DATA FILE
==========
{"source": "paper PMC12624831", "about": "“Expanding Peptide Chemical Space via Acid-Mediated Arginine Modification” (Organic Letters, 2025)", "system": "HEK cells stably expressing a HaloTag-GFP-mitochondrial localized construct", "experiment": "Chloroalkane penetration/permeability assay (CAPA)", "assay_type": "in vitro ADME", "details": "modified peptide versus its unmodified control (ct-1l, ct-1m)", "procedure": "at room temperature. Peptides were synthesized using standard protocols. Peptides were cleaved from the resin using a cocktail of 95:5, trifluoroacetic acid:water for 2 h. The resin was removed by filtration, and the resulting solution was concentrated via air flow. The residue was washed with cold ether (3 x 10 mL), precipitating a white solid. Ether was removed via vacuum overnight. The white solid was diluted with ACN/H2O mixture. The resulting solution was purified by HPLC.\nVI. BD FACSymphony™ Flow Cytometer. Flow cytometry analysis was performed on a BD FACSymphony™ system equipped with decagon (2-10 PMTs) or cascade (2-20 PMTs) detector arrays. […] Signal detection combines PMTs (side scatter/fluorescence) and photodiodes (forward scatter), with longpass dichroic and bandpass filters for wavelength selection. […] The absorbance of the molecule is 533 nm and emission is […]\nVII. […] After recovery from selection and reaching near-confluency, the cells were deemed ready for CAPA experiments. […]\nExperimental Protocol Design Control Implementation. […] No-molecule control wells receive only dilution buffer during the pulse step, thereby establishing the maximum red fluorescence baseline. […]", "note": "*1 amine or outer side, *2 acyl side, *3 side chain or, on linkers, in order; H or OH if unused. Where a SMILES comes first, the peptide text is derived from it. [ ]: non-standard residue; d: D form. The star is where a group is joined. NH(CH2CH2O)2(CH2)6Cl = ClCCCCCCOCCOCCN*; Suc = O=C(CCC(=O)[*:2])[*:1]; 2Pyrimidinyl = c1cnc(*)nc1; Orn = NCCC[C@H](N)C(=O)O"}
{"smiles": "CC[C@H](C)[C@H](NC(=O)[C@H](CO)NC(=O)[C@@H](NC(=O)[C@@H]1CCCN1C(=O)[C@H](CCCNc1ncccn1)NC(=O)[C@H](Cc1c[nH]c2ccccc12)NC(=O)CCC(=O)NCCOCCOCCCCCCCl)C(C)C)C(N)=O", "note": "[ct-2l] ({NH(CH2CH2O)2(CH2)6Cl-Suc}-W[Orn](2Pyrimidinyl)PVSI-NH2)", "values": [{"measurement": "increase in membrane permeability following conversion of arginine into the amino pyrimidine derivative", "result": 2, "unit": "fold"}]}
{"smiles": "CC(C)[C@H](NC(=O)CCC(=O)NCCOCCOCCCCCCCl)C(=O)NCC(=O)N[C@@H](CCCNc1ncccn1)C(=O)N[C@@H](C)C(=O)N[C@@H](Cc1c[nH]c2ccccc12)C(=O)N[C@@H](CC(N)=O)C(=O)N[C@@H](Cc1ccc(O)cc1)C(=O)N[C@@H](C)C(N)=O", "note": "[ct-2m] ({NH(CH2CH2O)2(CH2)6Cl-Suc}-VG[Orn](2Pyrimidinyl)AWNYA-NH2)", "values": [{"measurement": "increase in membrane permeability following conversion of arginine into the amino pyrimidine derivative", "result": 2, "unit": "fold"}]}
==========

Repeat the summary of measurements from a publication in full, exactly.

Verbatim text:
{"source": "paper PMC12624831", "about": "“Expanding Peptide Chemical Space via Acid-Mediated Arginine Modification” (Organic Letters, 2025)", "system": "HEK cells stably expressing a HaloTag-GFP-mitochondrial localized construct", "experiment": "Chloroalkane penetration/permeability assay (CAPA)", "assay_type": "in vitro ADME", "details": "modified peptide versus its unmodified control (ct-1l, ct-1m)", "procedure": "at room temperature. Peptides were synthesized using standard protocols. Peptides were cleaved from the resin using a cocktail of 95:5, trifluoroacetic acid:water for 2 h. The resin was removed by filtration, and the resulting solution was concentrated via air flow. The residue was washed with cold ether (3 x 10 mL), precipitating a white solid. Ether was removed via vacuum overnight. The white solid was diluted with ACN/H2O mixture. The resulting solution was purified by HPLC.\nVI. BD FACSymphony™ Flow Cytometer. Flow cytometry analysis was performed on a BD FACSymphony™ system equipped with decagon (2-10 PMTs) or cascade (2-20 PMTs) detector arrays. […] Signal detection combines PMTs (side scatter/fluorescence) and photodiodes (forward scatter), with longpass dichroic and bandpass filters for wavelength selection. […] The absorbance of the molecule is 533 nm and emission is […]\nVII. […] After recovery from selection and reaching near-confluency, the cells were deemed ready for CAPA experiments. […]\nExperimental Protocol Design Control Implementation. […] No-molecule control wells receive only dilution buffer during the pulse step, thereby establishing the maximum red fluorescence baseline. […]", "note": "*1 amine or outer side, *2 acyl side, *3 side chain or, on linkers, in order; H or OH if unused. Where a SMILES comes first, the peptide text is derived from it. [ ]: non-standard residue; d: D form. The star is where a group is joined. NH(CH2CH2O)2(CH2)6Cl = ClCCCCCCOCCOCCN*; Suc = O=C(CCC(=O)[*:2])[*:1]; 2Pyrimidinyl = c1cnc(*)nc1; Orn = NCCC[C@H](N)C(=O)O"}
{"smiles": "CC[C@H](C)[C@H](NC(=O)[C@H](CO)NC(=O)[C@@H](NC(=O)[C@@H]1CCCN1C(=O)[C@H](CCCNc1ncccn1)NC(=O)[C@H](Cc1c[nH]c2ccccc12)NC(=O)CCC(=O)NCCOCCOCCCCCCCl)C(C)C)C(N)=O", "note": "[ct-2l] ({NH(CH2CH2O)2(CH2)6Cl-Suc}-W[Orn](2Pyrimidinyl)PVSI-NH2)", "values": [{"measurement": "increase in membrane permeability following conversion of arginine into the amino pyrimidine derivative", "result": 2, "unit": "fold"}]}
{"smiles": "CC(C)[C@H](NC(=O)CCC(=O)NCCOCCOCCCCCCCl)C(=O)NCC(=O)N[C@@H](CCCNc1ncccn1)C(=O)N[C@@H](C)C(=O)N[C@@H](Cc1c[nH]c2ccccc12)C(=O)N[C@@H](CC(N)=O)C(=O)N[C@@H](Cc1ccc(O)cc1)C(=O)N[C@@H](C)C(N)=O", "note": "[ct-2m] ({NH(CH2CH2O)2(CH2)6Cl-Suc}-VG[Orn](2Pyrimidinyl)AWNYA-NH2)", "values": [{"measurement": "increase in membrane permeability following conversion of arginine into the amino pyrimidine derivative", "result": 2, "unit": "fold"}]}